Proto-language for the Germanic branch of the Indo-European languages

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Why does the pronunciation of Germanic languages before vowel shift seems to have been more “Indo-European”?

I think the vowels have become "harsher" during the vowel shift and has made them sound very different from Latin, Greek, Sanskrit,... which generally use "soft" vowels. Can we deduce that the vowel ...
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172 views

How does PIE *kʷ in **wĺ̥kʷos change to PGmc. *f in *wulfaz?

wĺ̥kʷos The word *wĺ̥kʷos is a thematic accented zero-grade noun perhaps derived from the adjective *wl̥kʷós ‘dangerous’ (compare Hittite walkuwa ‘dangerous’, Old Irish olc ‘evil’, Sanskrit ...
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Origin of current order pattern in English/German

It is well-known, or better said, well-accepted, that the ancestral language Proto-Indo-European (PIE) was a OV language with a very limited (or nonexistent) use of subordinate clauses. In ...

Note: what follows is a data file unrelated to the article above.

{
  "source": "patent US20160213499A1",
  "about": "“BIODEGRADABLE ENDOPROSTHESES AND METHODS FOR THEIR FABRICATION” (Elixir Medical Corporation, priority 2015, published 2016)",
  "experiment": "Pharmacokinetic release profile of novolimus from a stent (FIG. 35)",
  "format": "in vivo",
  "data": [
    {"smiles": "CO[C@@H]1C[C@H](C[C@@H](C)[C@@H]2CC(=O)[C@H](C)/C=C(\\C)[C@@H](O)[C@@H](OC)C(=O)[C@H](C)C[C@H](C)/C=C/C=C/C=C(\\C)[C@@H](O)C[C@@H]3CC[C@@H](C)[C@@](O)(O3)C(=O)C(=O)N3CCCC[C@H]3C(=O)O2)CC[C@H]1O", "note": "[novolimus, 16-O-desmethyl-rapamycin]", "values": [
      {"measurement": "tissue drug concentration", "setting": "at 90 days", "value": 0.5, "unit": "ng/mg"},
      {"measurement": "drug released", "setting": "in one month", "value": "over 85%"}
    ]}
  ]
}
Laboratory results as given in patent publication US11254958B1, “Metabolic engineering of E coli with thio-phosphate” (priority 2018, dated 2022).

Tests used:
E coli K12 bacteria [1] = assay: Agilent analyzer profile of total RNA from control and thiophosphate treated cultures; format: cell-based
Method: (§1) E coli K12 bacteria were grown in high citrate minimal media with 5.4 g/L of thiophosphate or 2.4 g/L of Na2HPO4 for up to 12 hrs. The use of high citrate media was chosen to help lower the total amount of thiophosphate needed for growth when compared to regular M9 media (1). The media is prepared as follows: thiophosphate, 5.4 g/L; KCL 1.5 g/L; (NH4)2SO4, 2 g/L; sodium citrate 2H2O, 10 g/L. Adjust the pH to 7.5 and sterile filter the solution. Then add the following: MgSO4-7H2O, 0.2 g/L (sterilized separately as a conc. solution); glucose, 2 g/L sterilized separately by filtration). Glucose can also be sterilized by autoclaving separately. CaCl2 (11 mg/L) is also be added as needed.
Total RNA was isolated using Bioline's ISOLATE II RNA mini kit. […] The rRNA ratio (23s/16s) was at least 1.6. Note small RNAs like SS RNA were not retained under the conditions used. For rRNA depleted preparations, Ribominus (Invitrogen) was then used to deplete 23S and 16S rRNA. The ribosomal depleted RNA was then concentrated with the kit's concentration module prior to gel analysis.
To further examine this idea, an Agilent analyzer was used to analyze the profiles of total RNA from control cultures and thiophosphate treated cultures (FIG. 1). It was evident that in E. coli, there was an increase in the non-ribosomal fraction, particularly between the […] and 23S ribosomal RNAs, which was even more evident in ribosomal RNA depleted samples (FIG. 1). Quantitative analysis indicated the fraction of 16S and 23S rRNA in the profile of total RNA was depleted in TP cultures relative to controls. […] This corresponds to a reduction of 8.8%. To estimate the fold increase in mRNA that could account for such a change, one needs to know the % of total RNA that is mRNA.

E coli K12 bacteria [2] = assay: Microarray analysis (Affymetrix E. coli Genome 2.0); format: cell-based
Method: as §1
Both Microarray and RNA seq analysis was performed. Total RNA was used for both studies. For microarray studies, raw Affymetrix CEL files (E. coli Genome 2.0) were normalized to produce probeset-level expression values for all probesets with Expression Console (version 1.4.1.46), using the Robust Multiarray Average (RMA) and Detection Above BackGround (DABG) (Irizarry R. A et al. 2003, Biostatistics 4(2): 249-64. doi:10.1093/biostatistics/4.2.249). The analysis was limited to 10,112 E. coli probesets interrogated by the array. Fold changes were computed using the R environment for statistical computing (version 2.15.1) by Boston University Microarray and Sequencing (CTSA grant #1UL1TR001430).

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539 views

Grimm's law: what motivates stop -> fricative sound change?

I am trying to understand the sound change that brought PIE *dent- to P.Gmc. *tanth-. Grimm's law seems to be the culprit for the consonant changes: Initial voiced stop /d/ devoiced to /t/ Terminal ...
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Would a Proto language be easy to learn?

Since English descends from Proto-Germanic, which descends from PIE, would either of those two languages be relatively easy to learn (compared to, say, Japanese), or has the language changed too much ...
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545 views

What are the Proto-Germanic words for sea, lake and a couple of others?

In Dutch "zee" means "sea" and "meer" means "lake", but in German "das Meer" means "sea" and "der See" means "lake". Similarly, verbs like to want, to need, to have, to desire, etc. are all mixed up. ...
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Was there a Semitic influence on Proto-Germanic?

One of the hypotheses supported by Theo Vennemann and other linguists is that Proto-Germanic was influenced by some Semitic language. The evidence they present for their case includes: Loss of some ...